It depends on the director and the crew's capability, as well as the actor's ability to act with or without an audible cue.
You can have a regular phone hooked up to a regular phone line or PBX and then ring it by calling it or it's extension.
- Authentic sound
- Not as easy to time
- Provides cue for actors
- Actors can listen and speak to person on other side - perhaps boths sides can be recorded, but also it encourages natural pacing even if only one side ends up on film.
You can have the actors act as though it rung, answer it, and add it in post production.
- Timing is easier, but depends on actor's ability
- Depends on actor's ability to convey a normal reaction to an unexpected sound
- Sound timing can be very precisely managed in post
You can buy phones that ring on cue.
- Similar to a real phone, but doesn't require a phone line or PBX
- Specialized device, can't always choose the phone you want to use
You can buy devices that ring phones for you by applying the correct signals on the phone line.
- Can use any standard phone, even decades old since the standard has been around for so long. This gives the director more options, and they can rent a phone from a prop company and don't have to modify it.
- Some allow two phones and recording both sides.
- Accurate ring - it's actually that phone's ring
- Precise in-camera timing (depends on person activating it, but there are no delays like you might have with a PBX or real phone line)
For cell phones you can do nearly all the above as well.
You can use an active, real cell phone in the scene and call it.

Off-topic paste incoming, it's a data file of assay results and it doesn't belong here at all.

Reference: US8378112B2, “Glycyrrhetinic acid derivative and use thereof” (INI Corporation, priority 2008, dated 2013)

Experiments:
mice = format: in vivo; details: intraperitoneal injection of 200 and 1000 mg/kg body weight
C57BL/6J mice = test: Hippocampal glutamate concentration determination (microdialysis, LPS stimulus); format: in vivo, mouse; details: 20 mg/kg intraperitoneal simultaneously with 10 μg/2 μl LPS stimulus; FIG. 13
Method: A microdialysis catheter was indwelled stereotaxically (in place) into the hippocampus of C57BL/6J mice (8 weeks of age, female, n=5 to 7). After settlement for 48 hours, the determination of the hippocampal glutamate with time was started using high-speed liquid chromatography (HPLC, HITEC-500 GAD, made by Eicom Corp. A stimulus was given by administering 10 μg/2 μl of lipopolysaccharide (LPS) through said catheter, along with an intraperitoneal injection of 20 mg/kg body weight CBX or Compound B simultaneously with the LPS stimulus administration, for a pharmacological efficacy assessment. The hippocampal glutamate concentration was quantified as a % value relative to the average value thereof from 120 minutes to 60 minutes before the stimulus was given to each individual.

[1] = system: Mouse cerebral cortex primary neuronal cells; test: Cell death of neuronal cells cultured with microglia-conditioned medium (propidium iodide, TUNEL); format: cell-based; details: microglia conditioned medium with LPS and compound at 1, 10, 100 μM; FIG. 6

- Accurate sound, accurate screen images
- Can't control timing as well
- Have to be careful phone doesn't operate inadvertently at other times
- usually a dedicated prop phone and phone number that's unpublished, with few to no apps and other notifications turned off
- Can interact with it normally, including declining the call, adding additional callers to the call, etc
- Can be used for texting as well
- Must be managed more carefully - battery dying at the wrong time could scratch a take, and could take time to charge and reset the scene.
You can use a real cell phone but only pretend to answer it and add sound in the post.
- More accurate timing of ring
- Screen won't reflect what's happening (unless modified in post)
- More common for older style analog cell phones which are harder to get attached to today's networks (late 90's or early 2000's period pieces)
- If there's a display the actor may need to use the phone in a way and at an angle that prevents the display from showing on camera which can be done well, or poorly.
- Depends on actors similar to the non-ringing regular phone above
You can use a fake cell phone with a screen dummy that allows both sound and CGI to be added in post so the display operates as the director wants it to.
- Prop is more durable than a real phone
- Timing of both display and sound very precisely controlled in post
- Requires more post production, but with a green screen and markers on the display face this isn't the chore that it used to be.
A lot of this comes down to the effect the director wants, the capability of the actors, and the capability of the effects crews that would be involved. There are always other methods, this is just a simple overview.